Demographic data and patients’ co-morbidities (diabetes, obesity, chronic renal failure, cirrhosis, cardiopathy, tobacco smoking or immunosuppressive drugs consumption including corticoids, anti-TNF and chemotherapy) were included in the database. Co-morbidities and patient preoperative health were prospectively graded using the Charlson co-morbidity Index and American Society of Anesthesiology (ASA) score [13]. Surgical data included operative time, blood loss, as well as intraoperative vasopressor requirements (Noradrenalin >10ug/min intravenously) or surgeon’s expertise (junior or senior consultant)[1416]. Junior staff are within 5 years after surgical graduation. Senior consultants have completed surgical training at least 5 years ago and/or have done a fellowship.

The retrospective cohort was divided into two groups. The first group included all patients with non-protected primary anastomosis (PA group) at the time of the intervention. All types of anastomotic techniques (end-to-end, side-to-end, side-to-side; hand-sewn or mechanical) were included. The second group without primary anastomosis (No-PA group) included patients who received either primary split stoma or who had just resection without primary anastomosis and a planned second look (so called two-staged procedure). Split stoma was defined by exteriorisation of both ends of the bowel through the same hole. The proximal end formed the functioning stoma and with faeces pass. The distal end of bowel was brought out through the abdominal wall and formed a non-functioning stoma. Split stoma procedure may permit a bowel continuity restoration without performing a laparotomy.

Outcomes

Overall postoperative 30-day complications rate including mortality and the rate of bowel continuity restoration were the main outcomes. Complications were classified according to the Clavien-Dindo grading of surgical complications [17].The complication with the highest severity for each patient was considered for the analysis.

Other outcomes included length of intensive care unit (ICU) stay (days), length of hospital stay (days), destination after discharge (home or rehabilitation) and time to stoma reversal (months).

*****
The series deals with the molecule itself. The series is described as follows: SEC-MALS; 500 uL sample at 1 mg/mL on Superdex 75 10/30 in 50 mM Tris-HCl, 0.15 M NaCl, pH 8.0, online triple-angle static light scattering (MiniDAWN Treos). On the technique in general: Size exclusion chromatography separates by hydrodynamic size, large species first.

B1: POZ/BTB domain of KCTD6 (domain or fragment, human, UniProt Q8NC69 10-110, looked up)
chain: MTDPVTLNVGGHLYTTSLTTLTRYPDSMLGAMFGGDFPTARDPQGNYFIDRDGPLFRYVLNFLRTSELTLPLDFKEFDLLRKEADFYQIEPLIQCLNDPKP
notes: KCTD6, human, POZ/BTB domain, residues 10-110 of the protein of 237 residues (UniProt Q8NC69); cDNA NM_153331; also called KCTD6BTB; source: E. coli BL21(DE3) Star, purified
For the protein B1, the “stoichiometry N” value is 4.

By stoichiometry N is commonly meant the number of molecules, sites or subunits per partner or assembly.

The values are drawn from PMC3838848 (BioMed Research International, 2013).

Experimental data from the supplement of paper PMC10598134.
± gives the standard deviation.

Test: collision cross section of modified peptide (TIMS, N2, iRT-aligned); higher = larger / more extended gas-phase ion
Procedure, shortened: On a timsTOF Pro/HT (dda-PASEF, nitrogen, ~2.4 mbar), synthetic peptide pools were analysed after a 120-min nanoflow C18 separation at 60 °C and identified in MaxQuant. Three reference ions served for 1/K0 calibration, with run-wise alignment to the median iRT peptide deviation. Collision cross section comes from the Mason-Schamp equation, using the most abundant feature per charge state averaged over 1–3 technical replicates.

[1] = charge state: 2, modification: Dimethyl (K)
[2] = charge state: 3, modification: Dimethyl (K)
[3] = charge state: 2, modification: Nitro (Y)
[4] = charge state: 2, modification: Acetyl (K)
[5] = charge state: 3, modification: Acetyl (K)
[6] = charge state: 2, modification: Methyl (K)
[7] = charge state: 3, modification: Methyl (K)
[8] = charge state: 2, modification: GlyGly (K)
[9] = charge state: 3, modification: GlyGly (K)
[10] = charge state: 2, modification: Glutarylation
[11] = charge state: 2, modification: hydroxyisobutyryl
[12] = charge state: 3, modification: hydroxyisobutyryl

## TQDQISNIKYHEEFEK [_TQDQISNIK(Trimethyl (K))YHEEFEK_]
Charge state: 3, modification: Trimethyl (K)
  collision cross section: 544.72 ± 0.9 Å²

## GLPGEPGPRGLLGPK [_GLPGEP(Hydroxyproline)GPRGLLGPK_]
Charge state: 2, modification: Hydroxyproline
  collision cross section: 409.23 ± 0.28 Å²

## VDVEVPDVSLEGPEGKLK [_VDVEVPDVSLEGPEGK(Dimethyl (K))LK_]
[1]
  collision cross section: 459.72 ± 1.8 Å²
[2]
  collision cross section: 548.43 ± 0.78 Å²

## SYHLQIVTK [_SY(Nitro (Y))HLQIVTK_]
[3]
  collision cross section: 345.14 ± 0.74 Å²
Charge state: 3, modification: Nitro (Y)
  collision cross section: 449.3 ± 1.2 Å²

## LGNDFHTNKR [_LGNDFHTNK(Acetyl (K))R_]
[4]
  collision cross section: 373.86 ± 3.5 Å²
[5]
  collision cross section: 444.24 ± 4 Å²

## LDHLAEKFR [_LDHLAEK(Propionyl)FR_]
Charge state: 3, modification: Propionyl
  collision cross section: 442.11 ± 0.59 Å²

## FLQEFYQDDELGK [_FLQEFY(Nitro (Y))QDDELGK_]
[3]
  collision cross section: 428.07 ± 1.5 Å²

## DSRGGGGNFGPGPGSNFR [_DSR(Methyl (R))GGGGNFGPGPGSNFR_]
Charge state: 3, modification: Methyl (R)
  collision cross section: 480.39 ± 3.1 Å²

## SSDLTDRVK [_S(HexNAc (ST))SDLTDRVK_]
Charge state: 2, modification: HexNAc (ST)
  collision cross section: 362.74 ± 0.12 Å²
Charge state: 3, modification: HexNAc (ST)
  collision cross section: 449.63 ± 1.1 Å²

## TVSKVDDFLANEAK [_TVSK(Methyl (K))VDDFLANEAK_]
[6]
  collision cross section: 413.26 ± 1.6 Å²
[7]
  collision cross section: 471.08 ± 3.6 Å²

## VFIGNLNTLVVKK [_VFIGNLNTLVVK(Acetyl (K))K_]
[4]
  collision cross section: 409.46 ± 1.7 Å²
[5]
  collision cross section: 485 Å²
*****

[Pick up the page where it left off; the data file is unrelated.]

The study included all cases of stoma reversal after split stoma at fist intention, or after split stoma performed during a planned second-look following a two-stage procedure. Reasons not to close the stoma were entered in the database.

Statistical analysis

Descriptive statistics for categorical variables were reported as frequency (%), while continuous variables were reported as median (interquartile range: IQR). Chi-square was used for comparison of categorical variables and the Wilcoxon test for continuous data. All statistical tests were two-sided and a level of 0.05 was used to indicate statistical significance. Data analyses were performed using SPSS Inc. released 2012.for Mac, Version 21.0. Chicago: SPSS Inc.

Results

Patients

One hundred and forty-eight patients underwent emergency right-sided colectomy during the study period. Primary anastomosis (PA group) was performed in 116 (78 %) patients. Of the remaining 32 patients (=no-PA group), 14 (9.5 %) received a primary split stoma, while 18 (12.5 %) had a two-stage procedure (Fig. 1).
Fig. 1

Population flow chart. *Percentage of colic continuity restoration after Split stoma and Two-stage procedure respectively

Demographic information for the two comparative groups are displayed in Table 1. Patients in the PA group were younger and had a lower BMI and ASA score as well as less co-morbidities.
Table 1

Comparison between PA group and no-PA group, Demographic Data

 

PA group (n = 116)

No-PA group (n = 32)

P value

Age (range)

62 (15-90)

68 (27-94)

0.004

Sex ratio, (M:F)

67:49

18:14

1.000

Body mass index >25 (Kg/m2)

43 (37 %)

20 (63 %)

0.023

ASA grade III-IV, n (%)

67 (58 %)

29 (91 %)

<0.001

Charlson comorbidity index >3

67 (58 %)

30 (94 %)

<0.001

Comorbidity

Diabetes, n (%)

20 (17 %)

6 (19 %)

0.798

Cardiopathy, n (%)

28 (24 %)

17 (53 %)

0.002

Tobacco smoking, n (%)

35 (30 %)

12 (38 %)

0.520

Immunosuppression, n (%)

12 (10 %)

10 (31 %)

0.009

Surgical indication

Mechanical obstruction, n (%)

48 (41 %)

4 (13 %)

0.004

Perforation, n (%)

29 (25 %)

13 (41 %)

0.129

Hemorrhage, n (%)

16 (14 %)

1 (3 %)

0.173

Ischemia, n (%)

14 (12 %)

11 (34 %)

0.006

Other, n (%)

9

3

 

Operator

  

0.551

Junior Consultant, n (%)

57 (49 %)

18 (56 %)

 

Senior Consultant, n (%)

59 (51 %)

14 (44 %)

 

Surgery time

  

0.831

Nightshift, n (%)